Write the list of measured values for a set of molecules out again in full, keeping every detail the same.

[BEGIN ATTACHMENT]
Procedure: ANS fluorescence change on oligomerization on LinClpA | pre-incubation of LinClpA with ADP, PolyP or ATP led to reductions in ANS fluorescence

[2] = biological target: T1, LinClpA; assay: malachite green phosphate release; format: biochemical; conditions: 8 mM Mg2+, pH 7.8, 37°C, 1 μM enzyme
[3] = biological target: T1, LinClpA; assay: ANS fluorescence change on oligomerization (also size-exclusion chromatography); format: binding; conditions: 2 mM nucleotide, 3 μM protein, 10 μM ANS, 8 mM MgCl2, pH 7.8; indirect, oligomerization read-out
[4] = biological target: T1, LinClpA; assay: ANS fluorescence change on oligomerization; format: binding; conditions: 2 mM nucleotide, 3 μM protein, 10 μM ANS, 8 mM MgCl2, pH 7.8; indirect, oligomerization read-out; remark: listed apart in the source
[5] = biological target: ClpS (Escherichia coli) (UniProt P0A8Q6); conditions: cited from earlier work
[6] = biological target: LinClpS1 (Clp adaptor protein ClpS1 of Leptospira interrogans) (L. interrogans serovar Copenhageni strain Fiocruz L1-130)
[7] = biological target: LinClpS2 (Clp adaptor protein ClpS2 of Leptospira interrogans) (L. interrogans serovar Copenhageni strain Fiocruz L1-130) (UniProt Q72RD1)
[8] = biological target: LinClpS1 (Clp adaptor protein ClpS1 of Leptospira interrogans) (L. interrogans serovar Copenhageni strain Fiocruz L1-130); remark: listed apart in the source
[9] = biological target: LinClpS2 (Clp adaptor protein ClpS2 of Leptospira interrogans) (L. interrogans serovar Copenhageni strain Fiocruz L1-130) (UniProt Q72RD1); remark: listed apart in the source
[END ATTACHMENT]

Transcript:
Procedure: ANS fluorescence change on oligomerization on LinClpA | pre-incubation of LinClpA with ADP, PolyP or ATP led to reductions in ANS fluorescence

[2] = biological target: T1, LinClpA; assay: malachite green phosphate release; format: biochemical; conditions: 8 mM Mg2+, pH 7.8, 37°C, 1 μM enzyme
[3] = biological target: T1, LinClpA; assay: ANS fluorescence change on oligomerization (also size-exclusion chromatography); format: binding; conditions: 2 mM nucleotide, 3 μM protein, 10 μM ANS, 8 mM MgCl2, pH 7.8; indirect, oligomerization read-out
[4] = biological target: T1, LinClpA; assay: ANS fluorescence change on oligomerization; format: binding; conditions: 2 mM nucleotide, 3 μM protein, 10 μM ANS, 8 mM MgCl2, pH 7.8; indirect, oligomerization read-out; remark: listed apart in the source
[5] = biological target: ClpS (Escherichia coli) (UniProt P0A8Q6); conditions: cited from earlier work
[6] = biological target: LinClpS1 (Clp adaptor protein ClpS1 of Leptospira interrogans) (L. interrogans serovar Copenhageni strain Fiocruz L1-130)
[7] = biological target: LinClpS2 (Clp adaptor protein ClpS2 of Leptospira interrogans) (L. interrogans serovar Copenhageni strain Fiocruz L1-130) (UniProt Q72RD1)
[8] = biological target: LinClpS1 (Clp adaptor protein ClpS1 of Leptospira interrogans) (L. interrogans serovar Copenhageni strain Fiocruz L1-130); remark: listed apart in the source
[9] = biological target: LinClpS2 (Clp adaptor protein ClpS2 of Leptospira interrogans) (L. interrogans serovar Copenhageni strain Fiocruz L1-130) (UniProt Q72RD1); remark: listed apart in the source